Field of Science

A chemistry decoder

A basic guide to decoding organic compound names
© Andy Brunning/Compound Interest
The August 17th edition of C&EN — Chemical and Engineering News, the American Chemical Society's weekly newsmagazine — was devoted to the intersection of chemistry and the internet.  I have a piece in there on the ways in which the internet allows pseudoscience to spread and what chemists might do to counteract the spread.  I point to Andrew Noymer's work on the mathematical modeling of rumor spread, which suggests that rumors and autocatalytic reactions such as the classic Lotke-Volterra systems are not dissimilar.

Noymer's results suggest that damping down the spread of rumor requires both persistent debunking and increased resistance among the susceptible population.  Though at first glance it seems counterintuitive, just periodically debunking rumors leads to a steady state situation, where there is always a (not so small) part of the population who believe.  Debunking needs to be strong and regular, and even then, if you don't have a resistant population, you land in a steady state regime.  The best you can do is to reduce a rumor to something that periodically breaks out.  Like the "Mars will be as big as the Moon in the sky!" meme which you see circulating on social media every summer like clockwork.  (Spoiler alert: It wasn't. It won't be.  Ever.)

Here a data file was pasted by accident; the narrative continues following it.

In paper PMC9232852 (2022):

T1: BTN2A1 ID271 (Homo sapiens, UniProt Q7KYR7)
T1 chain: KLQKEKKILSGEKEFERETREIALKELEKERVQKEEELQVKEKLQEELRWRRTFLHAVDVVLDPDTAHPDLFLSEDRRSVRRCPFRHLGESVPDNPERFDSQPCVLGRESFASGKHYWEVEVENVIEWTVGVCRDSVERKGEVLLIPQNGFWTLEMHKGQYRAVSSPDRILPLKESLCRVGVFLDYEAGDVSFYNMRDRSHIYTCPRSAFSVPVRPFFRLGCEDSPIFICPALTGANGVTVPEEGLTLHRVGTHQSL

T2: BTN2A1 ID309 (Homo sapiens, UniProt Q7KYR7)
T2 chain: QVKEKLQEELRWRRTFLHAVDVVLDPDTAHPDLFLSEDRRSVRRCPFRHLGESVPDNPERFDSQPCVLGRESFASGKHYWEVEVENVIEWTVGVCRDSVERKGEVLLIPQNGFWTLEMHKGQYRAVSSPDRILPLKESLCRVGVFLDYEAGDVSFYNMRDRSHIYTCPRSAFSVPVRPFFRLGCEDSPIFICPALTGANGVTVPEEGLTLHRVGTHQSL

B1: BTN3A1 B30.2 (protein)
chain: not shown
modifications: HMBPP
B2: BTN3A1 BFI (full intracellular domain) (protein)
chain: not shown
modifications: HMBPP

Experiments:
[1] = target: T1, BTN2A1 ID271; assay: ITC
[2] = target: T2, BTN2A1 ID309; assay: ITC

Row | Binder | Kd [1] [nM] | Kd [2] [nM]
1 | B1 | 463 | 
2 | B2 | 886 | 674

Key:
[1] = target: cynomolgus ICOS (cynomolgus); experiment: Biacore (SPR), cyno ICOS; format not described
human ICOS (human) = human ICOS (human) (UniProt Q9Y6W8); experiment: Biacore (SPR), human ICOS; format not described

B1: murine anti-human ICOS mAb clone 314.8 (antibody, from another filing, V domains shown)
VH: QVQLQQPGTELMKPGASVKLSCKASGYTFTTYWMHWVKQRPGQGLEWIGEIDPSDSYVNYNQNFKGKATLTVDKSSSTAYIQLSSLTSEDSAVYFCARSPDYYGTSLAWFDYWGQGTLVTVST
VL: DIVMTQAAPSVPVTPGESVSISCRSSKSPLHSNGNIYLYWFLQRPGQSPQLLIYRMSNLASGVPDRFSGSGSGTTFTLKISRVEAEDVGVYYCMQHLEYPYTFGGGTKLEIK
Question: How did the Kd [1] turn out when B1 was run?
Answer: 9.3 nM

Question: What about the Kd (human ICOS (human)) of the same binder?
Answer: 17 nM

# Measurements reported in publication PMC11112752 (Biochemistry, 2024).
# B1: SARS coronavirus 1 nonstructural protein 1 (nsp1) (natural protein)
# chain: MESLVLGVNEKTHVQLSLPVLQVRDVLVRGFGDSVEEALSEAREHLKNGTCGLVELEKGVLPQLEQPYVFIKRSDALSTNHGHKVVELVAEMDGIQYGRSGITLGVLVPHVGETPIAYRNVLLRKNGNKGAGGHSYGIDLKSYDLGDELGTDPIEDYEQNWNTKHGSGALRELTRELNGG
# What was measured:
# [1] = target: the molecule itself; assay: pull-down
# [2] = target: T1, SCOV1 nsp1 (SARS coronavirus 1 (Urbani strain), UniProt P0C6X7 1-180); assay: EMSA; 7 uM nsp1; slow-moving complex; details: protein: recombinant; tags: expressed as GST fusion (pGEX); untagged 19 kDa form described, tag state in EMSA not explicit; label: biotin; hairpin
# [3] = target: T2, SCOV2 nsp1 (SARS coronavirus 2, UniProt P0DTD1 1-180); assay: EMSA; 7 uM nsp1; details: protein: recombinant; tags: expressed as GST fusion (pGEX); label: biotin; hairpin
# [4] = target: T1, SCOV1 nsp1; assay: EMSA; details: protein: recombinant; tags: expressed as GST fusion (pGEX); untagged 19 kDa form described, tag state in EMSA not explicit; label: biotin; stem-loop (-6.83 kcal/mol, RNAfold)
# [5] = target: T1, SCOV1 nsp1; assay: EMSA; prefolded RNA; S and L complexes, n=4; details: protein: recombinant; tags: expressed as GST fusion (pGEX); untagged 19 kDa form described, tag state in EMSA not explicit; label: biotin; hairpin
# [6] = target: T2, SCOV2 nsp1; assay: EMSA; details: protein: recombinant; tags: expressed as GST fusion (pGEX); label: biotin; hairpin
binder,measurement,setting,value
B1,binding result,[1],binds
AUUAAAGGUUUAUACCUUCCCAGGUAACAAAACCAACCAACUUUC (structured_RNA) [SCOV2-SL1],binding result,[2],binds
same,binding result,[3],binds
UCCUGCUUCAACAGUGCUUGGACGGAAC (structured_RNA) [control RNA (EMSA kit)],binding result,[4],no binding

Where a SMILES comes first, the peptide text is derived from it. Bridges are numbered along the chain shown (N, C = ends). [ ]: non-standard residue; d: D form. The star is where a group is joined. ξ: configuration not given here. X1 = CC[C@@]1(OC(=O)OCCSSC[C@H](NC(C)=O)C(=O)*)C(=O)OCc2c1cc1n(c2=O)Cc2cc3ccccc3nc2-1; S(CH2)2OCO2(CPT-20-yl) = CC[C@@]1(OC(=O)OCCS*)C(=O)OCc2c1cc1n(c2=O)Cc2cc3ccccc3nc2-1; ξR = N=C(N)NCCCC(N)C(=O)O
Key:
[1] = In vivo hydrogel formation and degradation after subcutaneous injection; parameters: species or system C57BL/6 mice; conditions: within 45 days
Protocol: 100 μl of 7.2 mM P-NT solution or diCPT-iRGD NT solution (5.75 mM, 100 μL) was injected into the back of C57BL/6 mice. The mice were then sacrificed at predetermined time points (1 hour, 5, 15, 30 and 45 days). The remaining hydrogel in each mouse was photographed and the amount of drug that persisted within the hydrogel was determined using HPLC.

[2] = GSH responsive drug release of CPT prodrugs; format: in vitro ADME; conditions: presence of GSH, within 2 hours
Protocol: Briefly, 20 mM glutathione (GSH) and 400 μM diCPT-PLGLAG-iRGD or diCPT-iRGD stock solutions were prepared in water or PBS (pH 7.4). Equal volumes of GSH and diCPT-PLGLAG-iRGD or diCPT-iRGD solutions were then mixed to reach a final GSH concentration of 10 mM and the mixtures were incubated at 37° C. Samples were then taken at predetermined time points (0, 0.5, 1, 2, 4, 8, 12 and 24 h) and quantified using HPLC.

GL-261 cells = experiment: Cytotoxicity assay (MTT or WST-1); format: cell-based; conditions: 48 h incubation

What does it take to make a population resistant to pseudoscience?  Some tactics are not unique to the pseudoscience issue:  teaching critical thinking (as Phil Plait points out and Joel Achenbach implies here). Slower fingers when it comes to hitting "share." But it also means giving the population some basic tools for reading science.  After the Royal Society of Chemistry released a large study of the public awareness of chemistry, I wrote that it might be helpful if instead of periodic tables, chemists handed out a cheat sheet for decoding chemical names.  I wished and voilà, the brilliant Andy Brunning of Compound Interest created this graphic.  Print it out and post it in your kitchen.  Link to it on Facebook.  Browse the rest of his collection.  Buy his forthcoming collection about the chemistry of food and give it to the family member who keeps sending you links to the Food Babe.

Most all, talk about what you do as chemist, debunk garbage science when you hear it, swiftly and without mocking, and grab as many opportunities as you can to help people learn to decode chemistry on their own.


  1. Of course, the moon and Mars can be the same apparent size, but only at the correct locations ... none of which are on Earth

    1. True...when Mars and the earth are at closest approach, if you stand at a point that is simultaneously 58.2 million km from Mars and 29.9 million km from the Moon, the two will appear to you to be the same size. Very small, that size would be 0.007 degrees, compared to the Moon's 0.5 degree appearance in our sky.

  2. Thank you for sharing. Hope to hear more from you.


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